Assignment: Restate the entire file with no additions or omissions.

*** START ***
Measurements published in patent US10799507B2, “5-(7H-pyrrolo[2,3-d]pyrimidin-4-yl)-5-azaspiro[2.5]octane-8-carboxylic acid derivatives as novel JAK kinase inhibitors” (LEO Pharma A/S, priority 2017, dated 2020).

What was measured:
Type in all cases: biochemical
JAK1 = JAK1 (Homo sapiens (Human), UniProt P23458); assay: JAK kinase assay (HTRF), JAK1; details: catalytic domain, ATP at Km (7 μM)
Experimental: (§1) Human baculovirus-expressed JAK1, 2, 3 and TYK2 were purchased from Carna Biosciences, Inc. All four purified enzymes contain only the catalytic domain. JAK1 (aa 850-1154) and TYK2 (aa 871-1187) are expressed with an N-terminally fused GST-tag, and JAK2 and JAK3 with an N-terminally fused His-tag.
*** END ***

Measurements published in patent US10799507B2, “5-(7H-pyrrolo[2,3-d]pyrimidin-4-yl)-5-azaspiro[2.5]octane-8-carboxylic acid derivatives as novel JAK kinase inhibitors” (LEO Pharma A/S, priority 2017, dated 2020).

What was measured:
Type in all cases: biochemical
JAK1 = JAK1 (Homo sapiens (Human), UniProt P23458); assay: JAK kinase assay (HTRF), JAK1; details: catalytic domain, ATP at Km (7 μM)
Experimental: (§1) Human baculovirus-expressed JAK1, 2, 3 and TYK2 were purchased from Carna Biosciences, Inc. All four purified enzymes contain only the catalytic domain. JAK1 (aa 850-1154) and TYK2 (aa 871-1187) are expressed with an N-terminally fused GST-tag, and JAK2 and JAK3 with an N-terminally fused His-tag.